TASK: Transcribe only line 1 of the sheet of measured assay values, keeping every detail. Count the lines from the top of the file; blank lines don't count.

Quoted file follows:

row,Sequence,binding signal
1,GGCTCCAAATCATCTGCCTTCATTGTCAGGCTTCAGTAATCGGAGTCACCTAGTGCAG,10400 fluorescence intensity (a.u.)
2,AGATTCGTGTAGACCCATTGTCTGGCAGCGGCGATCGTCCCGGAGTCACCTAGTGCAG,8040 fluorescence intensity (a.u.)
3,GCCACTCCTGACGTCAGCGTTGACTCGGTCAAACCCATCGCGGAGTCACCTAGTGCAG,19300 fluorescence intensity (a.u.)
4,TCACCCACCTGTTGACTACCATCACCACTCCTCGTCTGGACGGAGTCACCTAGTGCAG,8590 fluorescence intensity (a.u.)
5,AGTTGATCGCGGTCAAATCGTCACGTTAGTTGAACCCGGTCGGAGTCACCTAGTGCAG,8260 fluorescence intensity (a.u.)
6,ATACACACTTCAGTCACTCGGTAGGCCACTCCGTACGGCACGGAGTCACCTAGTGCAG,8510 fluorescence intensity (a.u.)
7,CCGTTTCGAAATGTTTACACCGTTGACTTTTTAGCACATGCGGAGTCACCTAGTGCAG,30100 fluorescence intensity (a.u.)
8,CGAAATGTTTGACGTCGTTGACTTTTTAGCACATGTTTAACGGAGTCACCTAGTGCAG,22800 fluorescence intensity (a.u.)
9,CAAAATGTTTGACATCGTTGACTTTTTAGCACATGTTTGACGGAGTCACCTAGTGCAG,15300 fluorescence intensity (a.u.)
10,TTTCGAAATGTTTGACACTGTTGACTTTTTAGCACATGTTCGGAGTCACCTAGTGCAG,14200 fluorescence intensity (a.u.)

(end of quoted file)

row,Sequence,binding signal